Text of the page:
Note: it’s come to my attention via his Twitter feed that Medina seems to have fairly thin skin with regard to his trading practices. In which case, Medina’s prices so bad he only offered Judas 23 pieces and a throw-in Sindbad (4E). Medina’s prices so bad, someone said “no thanks I’ll buy from StarCityGames.”

Brad Nelson

Wait, Nelson is with SCG now? When did that happen?

Gavin Verhey

Style: undoubtedly the most readable of SCG Free writers, because he is an SCG Free writer and is readable. He’s an English major, so hey, actual writer.

Significant accomplishments: due to a mixup involving having too many Word documents open at once and multiple pressing deadlines, half of a Standard article was replaced by 700 words of analysis of how the backlash to New Criticism paved the way for late-20th century linguistic analysis. This led to multiple SCG Open Top 8’s by readers who interpreted this section as an allegory of how to play the midgame of UW Landstill vs BUG in Legacy.

Nadir: his column is named after a Magic card. Haha what a dork am I right guys?

Looking forward: after avoiding using foul language his entire life, makes up for lost time in his final SCG article. It ends up well short of suggested article length, with only 247 of the original 13,983 words being deemed printable on a family website.

Sheldon Menery/Abe Sargent/etc etc etc

These writers cover something referred to as “EDH” which as best I can tell is the genius result of a brainstorming session amongst card retailers on how to inflate the price of dime rares from Ravnica block. Gameplay seems similar to overly-polite people debating who gets into a car first, except they’re trying to one-up one another with worse decks than the guy next to them so they don’t make the social faux pas of ending the game (oh heavens).

Sheldon, especially, is widely-known for an almost puritanical view of playing EDH The Right Way with The Right Way directly correlating to His Way. This includes holding EDH tournaments with entry fees and prize money followed by chastising (for going against the Spirit of the Format and Having Fun) those who dared tarnish his delicate format by bringing decks optimized to win games within a half-hour of them beginning. He holds a view of EDH similar to a Tea Party activist’s view of America and/or Heston’s view of the world in Planet of the Apes and/or Heston’s view of the world in real life: that Magic has been tarnished by the great plague of competitive play and we must return to a mythical golden age where everyone played fair, no one was overly competitive, Magic was fun, the birds were chirping, Black mana users knew their place, etc.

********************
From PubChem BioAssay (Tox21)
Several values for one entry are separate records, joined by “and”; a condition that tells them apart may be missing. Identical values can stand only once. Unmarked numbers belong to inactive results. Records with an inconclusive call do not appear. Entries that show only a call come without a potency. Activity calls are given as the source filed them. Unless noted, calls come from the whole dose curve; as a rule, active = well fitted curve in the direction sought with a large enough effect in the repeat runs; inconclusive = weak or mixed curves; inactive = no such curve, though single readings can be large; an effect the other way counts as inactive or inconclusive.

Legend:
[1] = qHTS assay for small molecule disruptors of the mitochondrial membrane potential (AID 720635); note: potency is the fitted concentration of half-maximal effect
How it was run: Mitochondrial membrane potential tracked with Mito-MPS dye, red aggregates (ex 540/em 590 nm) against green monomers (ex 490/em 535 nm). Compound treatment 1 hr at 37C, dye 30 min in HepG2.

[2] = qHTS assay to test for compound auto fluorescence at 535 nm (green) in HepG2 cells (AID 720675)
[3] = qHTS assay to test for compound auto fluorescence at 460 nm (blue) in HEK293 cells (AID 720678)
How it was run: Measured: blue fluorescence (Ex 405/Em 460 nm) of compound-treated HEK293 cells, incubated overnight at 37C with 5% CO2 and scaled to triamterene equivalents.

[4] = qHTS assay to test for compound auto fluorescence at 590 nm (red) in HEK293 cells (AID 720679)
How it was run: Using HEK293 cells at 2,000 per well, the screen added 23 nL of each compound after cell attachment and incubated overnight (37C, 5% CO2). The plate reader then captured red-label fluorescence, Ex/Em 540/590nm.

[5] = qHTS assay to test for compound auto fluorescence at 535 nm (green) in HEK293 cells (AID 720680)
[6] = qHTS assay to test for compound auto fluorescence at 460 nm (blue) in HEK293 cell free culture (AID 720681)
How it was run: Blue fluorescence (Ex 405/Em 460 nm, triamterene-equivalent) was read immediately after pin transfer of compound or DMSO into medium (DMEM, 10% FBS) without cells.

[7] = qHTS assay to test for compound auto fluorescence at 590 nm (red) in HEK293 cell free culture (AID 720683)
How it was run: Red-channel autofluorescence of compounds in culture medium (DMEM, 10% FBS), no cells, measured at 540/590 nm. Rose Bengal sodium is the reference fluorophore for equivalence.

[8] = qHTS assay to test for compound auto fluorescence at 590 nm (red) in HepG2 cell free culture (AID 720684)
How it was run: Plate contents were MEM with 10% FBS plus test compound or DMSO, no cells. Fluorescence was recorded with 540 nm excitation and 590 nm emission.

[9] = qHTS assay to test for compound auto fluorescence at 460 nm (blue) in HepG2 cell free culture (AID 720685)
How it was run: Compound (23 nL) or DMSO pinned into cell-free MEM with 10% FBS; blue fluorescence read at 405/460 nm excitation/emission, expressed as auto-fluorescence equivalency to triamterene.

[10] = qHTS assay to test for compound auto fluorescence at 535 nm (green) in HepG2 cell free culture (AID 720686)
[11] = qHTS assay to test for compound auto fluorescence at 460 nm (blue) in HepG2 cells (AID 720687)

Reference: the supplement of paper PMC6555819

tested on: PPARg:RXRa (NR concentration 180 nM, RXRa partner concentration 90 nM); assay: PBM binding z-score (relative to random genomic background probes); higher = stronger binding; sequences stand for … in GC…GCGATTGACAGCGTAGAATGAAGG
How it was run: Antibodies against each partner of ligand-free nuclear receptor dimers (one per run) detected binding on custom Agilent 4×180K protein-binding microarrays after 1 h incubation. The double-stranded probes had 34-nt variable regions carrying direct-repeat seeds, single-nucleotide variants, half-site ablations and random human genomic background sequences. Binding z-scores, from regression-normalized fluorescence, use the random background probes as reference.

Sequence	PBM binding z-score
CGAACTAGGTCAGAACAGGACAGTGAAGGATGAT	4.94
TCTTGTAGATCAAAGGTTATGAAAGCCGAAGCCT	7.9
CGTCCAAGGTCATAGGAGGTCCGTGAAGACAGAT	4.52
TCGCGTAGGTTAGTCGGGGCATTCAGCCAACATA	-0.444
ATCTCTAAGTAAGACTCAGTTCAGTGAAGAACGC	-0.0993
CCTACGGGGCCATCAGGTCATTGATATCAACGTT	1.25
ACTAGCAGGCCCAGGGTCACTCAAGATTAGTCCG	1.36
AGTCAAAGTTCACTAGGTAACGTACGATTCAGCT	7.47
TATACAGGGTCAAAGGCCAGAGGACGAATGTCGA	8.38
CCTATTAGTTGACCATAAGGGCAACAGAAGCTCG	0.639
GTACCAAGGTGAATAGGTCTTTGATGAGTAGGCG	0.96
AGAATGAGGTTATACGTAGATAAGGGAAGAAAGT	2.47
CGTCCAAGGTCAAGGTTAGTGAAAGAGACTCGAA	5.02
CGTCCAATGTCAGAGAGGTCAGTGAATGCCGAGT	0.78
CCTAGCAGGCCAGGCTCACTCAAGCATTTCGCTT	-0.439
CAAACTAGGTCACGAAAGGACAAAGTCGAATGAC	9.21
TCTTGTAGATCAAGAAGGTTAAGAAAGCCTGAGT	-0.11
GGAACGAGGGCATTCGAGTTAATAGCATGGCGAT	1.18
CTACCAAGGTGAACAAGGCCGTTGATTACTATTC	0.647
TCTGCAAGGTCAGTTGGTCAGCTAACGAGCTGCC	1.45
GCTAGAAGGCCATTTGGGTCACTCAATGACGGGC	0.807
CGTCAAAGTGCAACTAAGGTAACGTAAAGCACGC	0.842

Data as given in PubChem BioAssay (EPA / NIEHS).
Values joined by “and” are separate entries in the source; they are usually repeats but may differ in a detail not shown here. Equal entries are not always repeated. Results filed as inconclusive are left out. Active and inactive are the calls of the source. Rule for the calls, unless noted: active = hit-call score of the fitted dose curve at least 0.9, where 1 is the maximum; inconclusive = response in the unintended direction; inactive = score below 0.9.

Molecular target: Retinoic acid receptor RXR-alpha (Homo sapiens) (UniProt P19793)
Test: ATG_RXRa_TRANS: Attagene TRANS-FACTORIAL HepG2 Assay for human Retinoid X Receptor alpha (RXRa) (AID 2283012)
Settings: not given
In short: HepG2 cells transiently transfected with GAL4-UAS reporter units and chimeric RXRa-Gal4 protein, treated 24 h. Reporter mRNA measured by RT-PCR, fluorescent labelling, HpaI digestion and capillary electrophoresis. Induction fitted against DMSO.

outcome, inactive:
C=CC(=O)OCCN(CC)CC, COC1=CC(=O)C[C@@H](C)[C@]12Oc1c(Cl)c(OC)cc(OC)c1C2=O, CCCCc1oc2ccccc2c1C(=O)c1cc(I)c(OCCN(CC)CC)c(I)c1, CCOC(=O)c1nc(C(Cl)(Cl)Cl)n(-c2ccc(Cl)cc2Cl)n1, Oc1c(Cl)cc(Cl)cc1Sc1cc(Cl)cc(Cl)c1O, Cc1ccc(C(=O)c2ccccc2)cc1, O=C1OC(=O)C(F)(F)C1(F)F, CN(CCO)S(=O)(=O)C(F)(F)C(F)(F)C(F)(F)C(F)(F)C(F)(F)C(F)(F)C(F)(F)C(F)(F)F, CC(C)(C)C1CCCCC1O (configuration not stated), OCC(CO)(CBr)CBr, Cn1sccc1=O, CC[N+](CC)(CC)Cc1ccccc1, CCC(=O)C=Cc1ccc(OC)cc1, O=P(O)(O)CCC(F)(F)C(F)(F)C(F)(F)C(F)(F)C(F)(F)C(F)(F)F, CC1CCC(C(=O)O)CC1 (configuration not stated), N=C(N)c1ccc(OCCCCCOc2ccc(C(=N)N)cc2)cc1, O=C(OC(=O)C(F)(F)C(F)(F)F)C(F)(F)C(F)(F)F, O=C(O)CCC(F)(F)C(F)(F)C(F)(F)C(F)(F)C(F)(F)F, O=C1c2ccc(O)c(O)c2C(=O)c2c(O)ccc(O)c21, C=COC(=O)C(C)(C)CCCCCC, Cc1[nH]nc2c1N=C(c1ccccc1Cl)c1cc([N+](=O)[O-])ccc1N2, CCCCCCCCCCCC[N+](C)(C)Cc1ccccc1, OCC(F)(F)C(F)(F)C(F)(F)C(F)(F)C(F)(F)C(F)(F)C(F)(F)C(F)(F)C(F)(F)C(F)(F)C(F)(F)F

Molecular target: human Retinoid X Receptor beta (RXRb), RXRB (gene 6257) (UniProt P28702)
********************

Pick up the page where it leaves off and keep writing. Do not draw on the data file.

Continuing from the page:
An enclave must be established, where the true believers can play Magic in peace. Except that among them grows a plague, the desire to play Unfun Decks and do Unfun Things, and this must be eliminated everywhere it is diagnosed. A hunt gets underway and no one is safe from the watchful eye of the Fun Police (except Menery himself, obviously).

Evan Erwin

Hopefully readers at this point understand that for the most part, what precedes this has mostly been good-natured ribbing at some of the better writers about this game, and that occasionally people will make fun of writers while enjoying them at the same time.

I sincerely loathe the content produced by Evan Erwin. It is the worst audience-pandering ever published in Magic-related writing. Hopefully it has all been a grand ploy to get a marketing job within Wizards, because I cannot imagine any person being genuinely excited about everything Wizards is doing all the fucking time. To quote from his latest article:

“So our new core set is upon us and boy is it sweet.”

I haven’t seen much reaction to M12 beyond “it has some interesting cards” or “it is a Magic: the Gathering set.” The man simply cannot restrain his enthusiasm about what is- let’s be realistic here- one of the most bland releases in years. It attempts nothing spectacular or even out of the ordinary, so it’s incapable of even teaching designers real lessons by failing in an interesting way like Coldsnap.

Evan Erwin has nothing interesting to say about Magic: the Gathering. His content amounts to a small child running around the room at the prospect of going to Disneyland. Constant kneejerk opinions serve only to validate the equally vapid kneejerk opinions of almost the entire Magic-playing population and thus cancels out a good portion of what legitimate theorists are doing to try to understand the game better.